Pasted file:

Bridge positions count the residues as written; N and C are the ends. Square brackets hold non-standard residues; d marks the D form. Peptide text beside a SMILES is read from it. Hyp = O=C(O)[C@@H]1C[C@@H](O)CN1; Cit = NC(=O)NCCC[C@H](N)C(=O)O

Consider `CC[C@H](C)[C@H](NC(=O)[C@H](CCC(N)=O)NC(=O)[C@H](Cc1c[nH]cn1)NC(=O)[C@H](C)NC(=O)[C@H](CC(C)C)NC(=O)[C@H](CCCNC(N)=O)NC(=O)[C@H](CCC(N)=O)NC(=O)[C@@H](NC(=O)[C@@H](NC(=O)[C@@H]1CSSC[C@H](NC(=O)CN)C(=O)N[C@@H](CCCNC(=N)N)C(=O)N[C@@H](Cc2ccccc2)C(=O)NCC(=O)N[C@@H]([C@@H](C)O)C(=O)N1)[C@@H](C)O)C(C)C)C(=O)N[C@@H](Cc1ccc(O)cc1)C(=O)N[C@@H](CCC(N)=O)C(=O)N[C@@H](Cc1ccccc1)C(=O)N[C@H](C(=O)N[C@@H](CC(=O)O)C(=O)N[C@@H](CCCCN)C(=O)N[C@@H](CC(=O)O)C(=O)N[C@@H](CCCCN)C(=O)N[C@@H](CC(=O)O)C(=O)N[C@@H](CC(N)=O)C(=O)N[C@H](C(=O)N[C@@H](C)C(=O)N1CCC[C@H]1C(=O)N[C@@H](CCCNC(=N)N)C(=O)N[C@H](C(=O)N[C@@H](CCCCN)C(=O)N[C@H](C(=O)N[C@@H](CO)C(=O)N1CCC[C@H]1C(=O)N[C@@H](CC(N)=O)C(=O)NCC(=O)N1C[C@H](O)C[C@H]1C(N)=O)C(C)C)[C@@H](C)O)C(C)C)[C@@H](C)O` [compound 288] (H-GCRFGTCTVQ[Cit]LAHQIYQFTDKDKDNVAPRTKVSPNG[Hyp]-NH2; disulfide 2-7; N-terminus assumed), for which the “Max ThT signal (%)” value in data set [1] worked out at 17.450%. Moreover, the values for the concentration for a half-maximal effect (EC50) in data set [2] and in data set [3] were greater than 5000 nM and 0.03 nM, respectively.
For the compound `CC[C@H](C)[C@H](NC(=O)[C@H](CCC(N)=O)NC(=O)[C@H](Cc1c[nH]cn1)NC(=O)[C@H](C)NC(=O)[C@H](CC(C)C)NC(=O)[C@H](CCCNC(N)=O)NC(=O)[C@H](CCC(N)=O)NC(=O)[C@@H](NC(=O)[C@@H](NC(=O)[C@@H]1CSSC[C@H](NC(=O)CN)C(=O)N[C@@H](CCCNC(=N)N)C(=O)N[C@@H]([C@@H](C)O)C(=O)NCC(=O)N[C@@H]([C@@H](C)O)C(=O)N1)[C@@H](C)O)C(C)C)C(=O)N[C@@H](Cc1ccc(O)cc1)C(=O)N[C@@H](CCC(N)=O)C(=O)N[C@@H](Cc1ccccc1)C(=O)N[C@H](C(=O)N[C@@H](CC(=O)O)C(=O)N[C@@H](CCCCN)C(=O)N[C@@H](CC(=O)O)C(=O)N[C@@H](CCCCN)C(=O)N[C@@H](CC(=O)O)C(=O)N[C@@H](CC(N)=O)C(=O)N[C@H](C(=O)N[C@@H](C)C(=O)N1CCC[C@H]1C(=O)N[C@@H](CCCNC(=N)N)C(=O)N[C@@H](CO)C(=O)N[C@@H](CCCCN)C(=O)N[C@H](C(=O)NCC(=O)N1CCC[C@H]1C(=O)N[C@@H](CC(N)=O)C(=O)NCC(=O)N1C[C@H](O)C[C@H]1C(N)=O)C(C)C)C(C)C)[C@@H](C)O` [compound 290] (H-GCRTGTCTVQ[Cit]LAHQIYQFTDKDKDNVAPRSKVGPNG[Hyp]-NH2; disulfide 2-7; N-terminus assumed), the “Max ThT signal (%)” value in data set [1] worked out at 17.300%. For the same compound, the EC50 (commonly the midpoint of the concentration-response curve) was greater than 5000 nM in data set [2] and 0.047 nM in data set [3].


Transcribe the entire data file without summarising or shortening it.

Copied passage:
Bridge positions count the residues as written; N and C are the ends. Square brackets hold non-standard residues; d marks the D form. Peptide text beside a SMILES is read from it. Hyp = O=C(O)[C@@H]1C[C@@H](O)CN1; Cit = NC(=O)NCCC[C@H](N)C(=O)O

Consider `CC[C@H](C)[C@H](NC(=O)[C@H](CCC(N)=O)NC(=O)[C@H](Cc1c[nH]cn1)NC(=O)[C@H](C)NC(=O)[C@H](CC(C)C)NC(=O)[C@H](CCCNC(N)=O)NC(=O)[C@H](CCC(N)=O)NC(=O)[C@@H](NC(=O)[C@@H](NC(=O)[C@@H]1CSSC[C@H](NC(=O)CN)C(=O)N[C@@H](CCCNC(=N)N)C(=O)N[C@@H](Cc2ccccc2)C(=O)NCC(=O)N[C@@H]([C@@H](C)O)C(=O)N1)[C@@H](C)O)C(C)C)C(=O)N[C@@H](Cc1ccc(O)cc1)C(=O)N[C@@H](CCC(N)=O)C(=O)N[C@@H](Cc1ccccc1)C(=O)N[C@H](C(=O)N[C@@H](CC(=O)O)C(=O)N[C@@H](CCCCN)C(=O)N[C@@H](CC(=O)O)C(=O)N[C@@H](CCCCN)C(=O)N[C@@H](CC(=O)O)C(=O)N[C@@H](CC(N)=O)C(=O)N[C@H](C(=O)N[C@@H](C)C(=O)N1CCC[C@H]1C(=O)N[C@@H](CCCNC(=N)N)C(=O)N[C@H](C(=O)N[C@@H](CCCCN)C(=O)N[C@H](C(=O)N[C@@H](CO)C(=O)N1CCC[C@H]1C(=O)N[C@@H](CC(N)=O)C(=O)NCC(=O)N1C[C@H](O)C[C@H]1C(N)=O)C(C)C)[C@@H](C)O)C(C)C)[C@@H](C)O` [compound 288] (H-GCRFGTCTVQ[Cit]LAHQIYQFTDKDKDNVAPRTKVSPNG[Hyp]-NH2; disulfide 2-7; N-terminus assumed), for which the “Max ThT signal (%)” value in data set [1] worked out at 17.450%. Moreover, the values for the concentration for a half-maximal effect (EC50) in data set [2] and in data set [3] were greater than 5000 nM and 0.03 nM, respectively.
For the compound `CC[C@H](C)[C@H](NC(=O)[C@H](CCC(N)=O)NC(=O)[C@H](Cc1c[nH]cn1)NC(=O)[C@H](C)NC(=O)[C@H](CC(C)C)NC(=O)[C@H](CCCNC(N)=O)NC(=O)[C@H](CCC(N)=O)NC(=O)[C@@H](NC(=O)[C@@H](NC(=O)[C@@H]1CSSC[C@H](NC(=O)CN)C(=O)N[C@@H](CCCNC(=N)N)C(=O)N[C@@H]([C@@H](C)O)C(=O)NCC(=O)N[C@@H]([C@@H](C)O)C(=O)N1)[C@@H](C)O)C(C)C)C(=O)N[C@@H](Cc1ccc(O)cc1)C(=O)N[C@@H](CCC(N)=O)C(=O)N[C@@H](Cc1ccccc1)C(=O)N[C@H](C(=O)N[C@@H](CC(=O)O)C(=O)N[C@@H](CCCCN)C(=O)N[C@@H](CC(=O)O)C(=O)N[C@@H](CCCCN)C(=O)N[C@@H](CC(=O)O)C(=O)N[C@@H](CC(N)=O)C(=O)N[C@H](C(=O)N[C@@H](C)C(=O)N1CCC[C@H]1C(=O)N[C@@H](CCCNC(=N)N)C(=O)N[C@@H](CO)C(=O)N[C@@H](CCCCN)C(=O)N[C@H](C(=O)NCC(=O)N1CCC[C@H]1C(=O)N[C@@H](CC(N)=O)C(=O)NCC(=O)N1C[C@H](O)C[C@H]1C(N)=O)C(C)C)C(C)C)[C@@H](C)O` [compound 290] (H-GCRTGTCTVQ[Cit]LAHQIYQFTDKDKDNVAPRSKVGPNG[Hyp]-NH2; disulfide 2-7; N-terminus assumed), the “Max ThT signal (%)” value in data set [1] worked out at 17.300%. For the same compound, the EC50 (commonly the midpoint of the concentration-response curve) was greater than 5000 nM in data set [2] and 0.047 nM in data set [3].